She fell into his arms, soft, crumbling, like grains of rice tumbling from a split sack. She fell to pieces and assumed that only he could gather her up, put her together. He could not. He gaped and stared at the trembling wreck she had become and though his heart meant well, he saw not how he could gather every last fragment of her pitiful, weeping being; so far spread and wrecked was she.
So he held her for as long as he felt he could, then he got up to go and left her to ponder the shattered pieces of herself and to wonder how to fit them back together like a thousand-piece jigsaw puzzle with no picture on the box to guide her.
She struggled for hours, days, lifting up each tiny shard, watching how it glinted in the light, what message it held and then absorbed it into herself, flinching with the sweet, sultry pain as it reconnected with the other hidden parts of herself.Read More »
The back door. Blue paint peeling reveals dull grey wood beneath. Concrete steps, two of them, where I sit and peel the spuds on the warmer evenings. I don’t want to go back inside. When I close the door behind me, I feel like a rat trapped in a cage.
If I stand here for long enough, they’ll all come home. The kids will run in, breathless from the school day. They’ll sling their bags onto the kitchen table and charge out onto the lawn. If I stand still enough they may not even see me, they’ll just kick the football around me like a stray goalpost.
Then he’ll arrive, the sharp smell of sweat around him, carrying the mood of his day into the house.
When I was ten years old, I wanted to be a movie star like those smooth haired beauties in the sepia photographs my Uncle Marv had pinned on his garage wall. He used to go in there to secretly smoke his roll-ups while Aunt Sadie was out doing the shopping.
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His hair coarse and dark, lifting from his scalp in surprised waves. Can I run my fingers through and forget about you? Turn my face to the new, unstuck with glue, hardened by days of neglect and contempt.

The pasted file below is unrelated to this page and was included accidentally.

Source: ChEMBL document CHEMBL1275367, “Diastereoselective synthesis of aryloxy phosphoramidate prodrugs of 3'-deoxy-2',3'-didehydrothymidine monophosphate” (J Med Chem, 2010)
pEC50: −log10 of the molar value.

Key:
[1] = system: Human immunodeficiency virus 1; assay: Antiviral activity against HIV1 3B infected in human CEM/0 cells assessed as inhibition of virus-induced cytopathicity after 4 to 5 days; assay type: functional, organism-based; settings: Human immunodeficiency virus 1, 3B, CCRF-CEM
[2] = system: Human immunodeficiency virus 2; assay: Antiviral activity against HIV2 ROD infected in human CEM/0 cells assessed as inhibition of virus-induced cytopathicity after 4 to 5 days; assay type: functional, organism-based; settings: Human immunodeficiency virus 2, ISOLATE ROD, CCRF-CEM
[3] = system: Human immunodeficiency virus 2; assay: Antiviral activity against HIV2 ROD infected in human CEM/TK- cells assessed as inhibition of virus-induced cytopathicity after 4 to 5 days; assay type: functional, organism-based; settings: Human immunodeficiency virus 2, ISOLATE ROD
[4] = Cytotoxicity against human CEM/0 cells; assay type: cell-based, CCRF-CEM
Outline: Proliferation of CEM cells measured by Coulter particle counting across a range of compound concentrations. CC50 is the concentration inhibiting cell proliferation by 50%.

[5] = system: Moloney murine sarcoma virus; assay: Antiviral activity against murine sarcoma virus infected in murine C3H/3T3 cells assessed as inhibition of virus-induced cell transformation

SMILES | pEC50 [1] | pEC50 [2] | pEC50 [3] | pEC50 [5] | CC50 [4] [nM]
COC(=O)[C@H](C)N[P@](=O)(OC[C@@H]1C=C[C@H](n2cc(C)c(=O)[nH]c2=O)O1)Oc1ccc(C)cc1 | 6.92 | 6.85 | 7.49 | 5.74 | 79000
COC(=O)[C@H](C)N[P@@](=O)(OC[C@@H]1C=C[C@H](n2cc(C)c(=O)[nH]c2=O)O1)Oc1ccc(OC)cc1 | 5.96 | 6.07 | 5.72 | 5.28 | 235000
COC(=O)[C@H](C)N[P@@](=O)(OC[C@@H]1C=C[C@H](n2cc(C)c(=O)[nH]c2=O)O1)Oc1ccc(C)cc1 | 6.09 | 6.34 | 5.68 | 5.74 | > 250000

A snail hides in its shell, its too soon to tell whether the spell has been broken – cracked into shards that spread for yards. Kneeling on the grass is a girl full of worry.
She gathers her thoughts like wild flowers in a colourful posy. A rabbit hole of desire fills with soil and roots. There are his boots, empty by the door frame, telling of months long gone. A dickie bird at the window sill trills its favourite song that always lasts too long.
Row your boat down the stream, catch a rainbow by its dream, see the waterfall, hear the scream and drop down its tide to the lagoon below.
It waits like an open mouth to catch you between its teeth: rocky crags that jut out like aggressive canines – fangs of a vampire thirsty for blood, rich red like wine.
Pebble on my path, you trap my toe and make me question which way I am going.
Pebble, you set me free – my fingers curl around your coolness, which sips the warmth of the sun.
When I hold you, I am taken into a quiet place beyond myself.
In and around myself, an openness that is always there but hidden by the noise.
Pebble, take me to the seashore: the edge of the land, where the water licks the sand.
Your home, you are set there in stone but move in strong tides, rattling over your brothers and sisters.
Pebble, I keep you on my desk where you remind me of what it is to be quiet and alone, without questions or solutions.
I write because when I write blood runs on to the page and forms rivulets that merge into an ocean. A sea – a jumble of words with all their twists, turns, curves and corners.
Words that sit together comfortably like old grandmothers. Words that curl around each other, scaly like lizards’ tails. Words that talk, words that sing. Threads like guitar strings, each a unique note that resonates on the page.
I write because I need to, because my heart beats louder when I think about it.
I write because writing is my romance, the love affair I have been engaged in since childhood.
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